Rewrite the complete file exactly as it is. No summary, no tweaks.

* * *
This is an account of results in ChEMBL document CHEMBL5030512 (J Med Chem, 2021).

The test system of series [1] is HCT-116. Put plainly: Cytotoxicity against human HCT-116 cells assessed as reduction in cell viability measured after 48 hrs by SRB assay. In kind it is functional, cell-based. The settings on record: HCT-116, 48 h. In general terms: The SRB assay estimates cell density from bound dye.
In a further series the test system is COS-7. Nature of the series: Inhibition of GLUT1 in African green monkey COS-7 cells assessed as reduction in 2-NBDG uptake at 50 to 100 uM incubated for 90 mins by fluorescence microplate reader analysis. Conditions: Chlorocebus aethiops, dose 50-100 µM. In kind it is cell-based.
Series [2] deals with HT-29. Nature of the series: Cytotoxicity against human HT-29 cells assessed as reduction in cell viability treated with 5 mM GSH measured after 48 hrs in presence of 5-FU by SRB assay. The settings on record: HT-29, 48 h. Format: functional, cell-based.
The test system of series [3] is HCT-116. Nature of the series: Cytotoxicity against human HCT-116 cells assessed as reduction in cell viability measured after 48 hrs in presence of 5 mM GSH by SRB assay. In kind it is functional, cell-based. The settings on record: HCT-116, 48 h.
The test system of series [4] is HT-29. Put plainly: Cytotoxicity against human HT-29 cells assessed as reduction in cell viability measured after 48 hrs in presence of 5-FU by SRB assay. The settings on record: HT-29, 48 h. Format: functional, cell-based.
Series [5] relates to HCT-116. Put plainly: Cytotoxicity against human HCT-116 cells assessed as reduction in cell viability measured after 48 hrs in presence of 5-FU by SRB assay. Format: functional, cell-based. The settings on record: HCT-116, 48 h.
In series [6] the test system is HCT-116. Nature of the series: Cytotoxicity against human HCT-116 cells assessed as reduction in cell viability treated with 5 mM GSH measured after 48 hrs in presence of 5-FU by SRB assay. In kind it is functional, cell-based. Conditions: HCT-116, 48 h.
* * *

This is an account of results in ChEMBL document CHEMBL5030512 (J Med Chem, 2021).

The test system of series [1] is HCT-116. Put plainly: Cytotoxicity against human HCT-116 cells assessed as reduction in cell viability measured after 48 hrs by SRB assay. In kind it is functional, cell-based. The settings on record: HCT-116, 48 h. In general terms: The SRB assay estimates cell density from bound dye.
In a further series the test system is COS-7. Nature of the series: Inhibition of GLUT1 in African green monkey COS-7 cells assessed as reduction in 2-NBDG uptake at 50 to 100 uM incubated for 90 mins by fluorescence microplate reader analysis. Conditions: Chlorocebus aethiops, dose 50-100 µM. In kind it is cell-based.
Series [2] deals with HT-29. Nature of the series: Cytotoxicity against human HT-29 cells assessed as reduction in cell viability treated with 5 mM GSH measured after 48 hrs in presence of 5-FU by SRB assay. The settings on record: HT-29, 48 h. Format: functional, cell-based.
The test system of series [3] is HCT-116. Nature of the series: Cytotoxicity against human HCT-116 cells assessed as reduction in cell viability measured after 48 hrs in presence of 5 mM GSH by SRB assay. In kind it is functional, cell-based. The settings on record: HCT-116, 48 h.
The test system of series [4] is HT-29. Put plainly: Cytotoxicity against human HT-29 cells assessed as reduction in cell viability measured after 48 hrs in presence of 5-FU by SRB assay. The settings on record: HT-29, 48 h. Format: functional, cell-based.
Series [5] relates to HCT-116. Put plainly: Cytotoxicity against human HCT-116 cells assessed as reduction in cell viability measured after 48 hrs in presence of 5-FU by SRB assay. Format: functional, cell-based. The settings on record: HCT-116, 48 h.
In series [6] the test system is HCT-116. Nature of the series: Cytotoxicity against human HCT-116 cells assessed as reduction in cell viability treated with 5 mM GSH measured after 48 hrs in presence of 5-FU by SRB assay. In kind it is functional, cell-based. Conditions: HCT-116, 48 h.